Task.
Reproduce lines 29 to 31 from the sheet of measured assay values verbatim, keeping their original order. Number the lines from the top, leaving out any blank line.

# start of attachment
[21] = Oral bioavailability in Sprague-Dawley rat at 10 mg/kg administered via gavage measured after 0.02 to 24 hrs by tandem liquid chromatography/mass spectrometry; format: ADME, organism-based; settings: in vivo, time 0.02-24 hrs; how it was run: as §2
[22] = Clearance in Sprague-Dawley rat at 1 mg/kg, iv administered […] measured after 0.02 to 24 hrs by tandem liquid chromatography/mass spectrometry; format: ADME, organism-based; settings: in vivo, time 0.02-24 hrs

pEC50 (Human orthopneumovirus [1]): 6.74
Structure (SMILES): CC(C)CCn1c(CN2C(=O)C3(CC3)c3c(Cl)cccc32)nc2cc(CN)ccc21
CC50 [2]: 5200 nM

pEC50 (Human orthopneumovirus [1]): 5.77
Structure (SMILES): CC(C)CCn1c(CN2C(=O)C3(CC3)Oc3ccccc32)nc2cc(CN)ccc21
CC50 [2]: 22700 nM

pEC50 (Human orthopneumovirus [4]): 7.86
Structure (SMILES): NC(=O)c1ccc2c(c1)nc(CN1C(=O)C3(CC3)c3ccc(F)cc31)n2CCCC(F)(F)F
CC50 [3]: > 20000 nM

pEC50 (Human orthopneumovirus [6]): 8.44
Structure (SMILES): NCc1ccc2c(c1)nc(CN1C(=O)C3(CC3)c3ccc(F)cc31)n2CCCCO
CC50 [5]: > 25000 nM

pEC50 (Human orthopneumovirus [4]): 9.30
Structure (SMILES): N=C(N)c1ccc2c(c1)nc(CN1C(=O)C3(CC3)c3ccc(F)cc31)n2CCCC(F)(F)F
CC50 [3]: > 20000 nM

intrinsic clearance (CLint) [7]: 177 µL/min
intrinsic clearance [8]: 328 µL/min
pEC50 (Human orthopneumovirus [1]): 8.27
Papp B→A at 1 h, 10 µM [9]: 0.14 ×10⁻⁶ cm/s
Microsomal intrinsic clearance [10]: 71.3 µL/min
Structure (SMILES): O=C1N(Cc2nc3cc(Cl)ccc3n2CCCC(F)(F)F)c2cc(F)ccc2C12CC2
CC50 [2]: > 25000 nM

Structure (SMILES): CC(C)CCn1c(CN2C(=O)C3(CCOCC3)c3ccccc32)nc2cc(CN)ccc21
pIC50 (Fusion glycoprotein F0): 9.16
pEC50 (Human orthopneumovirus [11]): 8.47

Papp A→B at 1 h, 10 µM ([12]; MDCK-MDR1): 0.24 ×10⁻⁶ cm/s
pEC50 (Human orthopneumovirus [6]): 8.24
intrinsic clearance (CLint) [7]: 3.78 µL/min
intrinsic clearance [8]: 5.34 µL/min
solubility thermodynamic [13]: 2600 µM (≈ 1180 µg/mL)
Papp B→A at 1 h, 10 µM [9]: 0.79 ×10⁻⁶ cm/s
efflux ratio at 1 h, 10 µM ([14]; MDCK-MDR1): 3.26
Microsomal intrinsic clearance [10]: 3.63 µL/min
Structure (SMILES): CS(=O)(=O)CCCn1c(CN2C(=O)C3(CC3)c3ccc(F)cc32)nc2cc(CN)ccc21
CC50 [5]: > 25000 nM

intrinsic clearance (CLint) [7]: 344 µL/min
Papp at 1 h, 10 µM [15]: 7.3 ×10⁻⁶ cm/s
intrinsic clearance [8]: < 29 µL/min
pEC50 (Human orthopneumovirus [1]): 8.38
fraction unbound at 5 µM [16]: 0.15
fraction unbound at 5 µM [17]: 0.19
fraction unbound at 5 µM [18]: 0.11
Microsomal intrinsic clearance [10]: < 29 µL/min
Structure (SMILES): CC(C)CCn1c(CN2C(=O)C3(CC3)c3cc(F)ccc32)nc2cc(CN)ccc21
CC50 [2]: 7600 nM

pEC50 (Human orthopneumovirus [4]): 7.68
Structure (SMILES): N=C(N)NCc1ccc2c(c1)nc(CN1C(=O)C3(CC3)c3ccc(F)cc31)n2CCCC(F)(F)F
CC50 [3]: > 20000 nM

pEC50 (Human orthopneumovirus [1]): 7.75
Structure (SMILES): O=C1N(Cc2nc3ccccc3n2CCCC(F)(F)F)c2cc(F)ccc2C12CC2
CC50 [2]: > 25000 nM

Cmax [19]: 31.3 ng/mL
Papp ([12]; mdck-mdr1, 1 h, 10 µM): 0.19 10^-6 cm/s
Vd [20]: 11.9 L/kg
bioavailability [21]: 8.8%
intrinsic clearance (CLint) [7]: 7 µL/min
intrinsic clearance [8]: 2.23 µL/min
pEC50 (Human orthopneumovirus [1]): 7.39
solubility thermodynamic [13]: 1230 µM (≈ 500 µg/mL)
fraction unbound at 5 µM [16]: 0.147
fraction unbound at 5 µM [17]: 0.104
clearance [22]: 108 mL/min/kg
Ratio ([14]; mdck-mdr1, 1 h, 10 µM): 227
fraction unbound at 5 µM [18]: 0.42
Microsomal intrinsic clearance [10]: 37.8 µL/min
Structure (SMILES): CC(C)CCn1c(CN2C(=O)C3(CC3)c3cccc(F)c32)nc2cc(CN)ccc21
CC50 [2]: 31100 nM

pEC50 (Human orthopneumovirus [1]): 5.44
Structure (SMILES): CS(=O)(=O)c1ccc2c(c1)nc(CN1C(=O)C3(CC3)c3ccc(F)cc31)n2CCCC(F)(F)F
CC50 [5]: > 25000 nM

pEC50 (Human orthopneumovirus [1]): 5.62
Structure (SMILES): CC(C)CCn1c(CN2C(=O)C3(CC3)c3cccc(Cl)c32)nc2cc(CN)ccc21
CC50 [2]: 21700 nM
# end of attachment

pEC50 (Human orthopneumovirus [6]): 8.24
intrinsic clearance (CLint) [7]: 3.78 µL/min
intrinsic clearance [8]: 5.34 µL/min